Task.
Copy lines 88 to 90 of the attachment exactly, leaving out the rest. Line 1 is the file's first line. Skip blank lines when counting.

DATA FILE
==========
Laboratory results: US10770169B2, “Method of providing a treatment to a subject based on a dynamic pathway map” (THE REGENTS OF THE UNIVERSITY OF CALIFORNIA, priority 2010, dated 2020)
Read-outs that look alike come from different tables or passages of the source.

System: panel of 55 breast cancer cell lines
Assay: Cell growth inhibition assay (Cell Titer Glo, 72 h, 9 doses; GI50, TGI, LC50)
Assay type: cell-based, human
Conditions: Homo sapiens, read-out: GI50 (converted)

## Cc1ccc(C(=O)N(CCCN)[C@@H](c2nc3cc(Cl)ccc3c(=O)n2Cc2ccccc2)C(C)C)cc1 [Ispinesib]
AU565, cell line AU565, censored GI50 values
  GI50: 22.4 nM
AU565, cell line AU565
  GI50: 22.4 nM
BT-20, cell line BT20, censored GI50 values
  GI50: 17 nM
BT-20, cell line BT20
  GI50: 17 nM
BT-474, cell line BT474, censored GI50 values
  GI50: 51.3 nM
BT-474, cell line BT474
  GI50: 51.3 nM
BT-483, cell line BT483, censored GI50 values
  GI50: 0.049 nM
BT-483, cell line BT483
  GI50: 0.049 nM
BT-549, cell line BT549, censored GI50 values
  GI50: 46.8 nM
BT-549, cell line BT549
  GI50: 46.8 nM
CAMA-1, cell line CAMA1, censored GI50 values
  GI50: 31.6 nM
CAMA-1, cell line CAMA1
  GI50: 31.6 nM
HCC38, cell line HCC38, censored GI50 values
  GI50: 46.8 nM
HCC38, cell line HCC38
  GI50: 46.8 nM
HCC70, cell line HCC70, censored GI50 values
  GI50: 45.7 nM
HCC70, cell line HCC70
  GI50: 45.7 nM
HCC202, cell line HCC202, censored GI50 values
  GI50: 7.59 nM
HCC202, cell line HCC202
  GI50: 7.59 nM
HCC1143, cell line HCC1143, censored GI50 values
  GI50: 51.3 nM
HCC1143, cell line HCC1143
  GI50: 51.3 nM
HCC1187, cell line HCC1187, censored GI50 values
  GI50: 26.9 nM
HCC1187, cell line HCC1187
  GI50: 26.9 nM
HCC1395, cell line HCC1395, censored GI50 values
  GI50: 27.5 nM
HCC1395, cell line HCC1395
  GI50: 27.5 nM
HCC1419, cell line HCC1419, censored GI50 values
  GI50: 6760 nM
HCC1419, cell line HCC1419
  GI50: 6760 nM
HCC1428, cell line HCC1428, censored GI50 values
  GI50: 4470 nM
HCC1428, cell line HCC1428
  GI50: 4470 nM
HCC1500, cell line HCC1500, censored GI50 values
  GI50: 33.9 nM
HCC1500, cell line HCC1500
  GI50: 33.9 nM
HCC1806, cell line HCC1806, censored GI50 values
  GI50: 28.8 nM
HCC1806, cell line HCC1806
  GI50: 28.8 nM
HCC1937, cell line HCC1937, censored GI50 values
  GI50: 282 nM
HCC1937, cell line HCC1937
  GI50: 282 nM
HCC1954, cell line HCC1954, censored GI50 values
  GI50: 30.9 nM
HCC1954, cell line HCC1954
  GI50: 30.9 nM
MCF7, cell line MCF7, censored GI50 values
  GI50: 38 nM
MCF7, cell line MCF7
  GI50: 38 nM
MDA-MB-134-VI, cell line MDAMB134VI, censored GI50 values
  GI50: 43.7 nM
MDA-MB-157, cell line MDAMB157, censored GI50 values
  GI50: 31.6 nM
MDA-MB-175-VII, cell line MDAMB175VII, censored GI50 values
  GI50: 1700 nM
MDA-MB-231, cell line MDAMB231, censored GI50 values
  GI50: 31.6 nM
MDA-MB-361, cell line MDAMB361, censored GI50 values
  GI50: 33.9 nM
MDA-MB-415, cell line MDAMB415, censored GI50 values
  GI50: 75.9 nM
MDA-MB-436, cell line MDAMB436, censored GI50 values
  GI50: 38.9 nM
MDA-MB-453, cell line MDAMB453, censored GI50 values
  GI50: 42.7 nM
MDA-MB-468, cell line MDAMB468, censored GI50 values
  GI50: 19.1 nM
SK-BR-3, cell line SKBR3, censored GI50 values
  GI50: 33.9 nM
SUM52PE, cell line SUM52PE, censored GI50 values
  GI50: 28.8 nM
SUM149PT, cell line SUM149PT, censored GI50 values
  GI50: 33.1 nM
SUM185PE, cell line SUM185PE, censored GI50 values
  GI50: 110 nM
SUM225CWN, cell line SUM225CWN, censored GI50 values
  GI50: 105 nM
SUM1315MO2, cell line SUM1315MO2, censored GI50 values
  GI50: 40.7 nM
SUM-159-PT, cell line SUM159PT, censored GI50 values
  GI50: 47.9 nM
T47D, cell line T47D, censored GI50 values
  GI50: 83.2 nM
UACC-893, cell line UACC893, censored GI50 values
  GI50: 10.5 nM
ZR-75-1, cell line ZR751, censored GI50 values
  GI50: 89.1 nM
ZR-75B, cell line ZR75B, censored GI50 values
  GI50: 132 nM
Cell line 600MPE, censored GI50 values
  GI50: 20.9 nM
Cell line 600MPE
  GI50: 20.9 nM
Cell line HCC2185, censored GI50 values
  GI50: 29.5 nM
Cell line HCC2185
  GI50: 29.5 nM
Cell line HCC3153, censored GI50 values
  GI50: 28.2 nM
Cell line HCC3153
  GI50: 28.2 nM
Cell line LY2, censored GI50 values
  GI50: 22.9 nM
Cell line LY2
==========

MDA-MB-175-VII, cell line MDAMB175VII, censored GI50 values
  GI50: 1700 nM
MDA-MB-231, cell line MDAMB231, censored GI50 values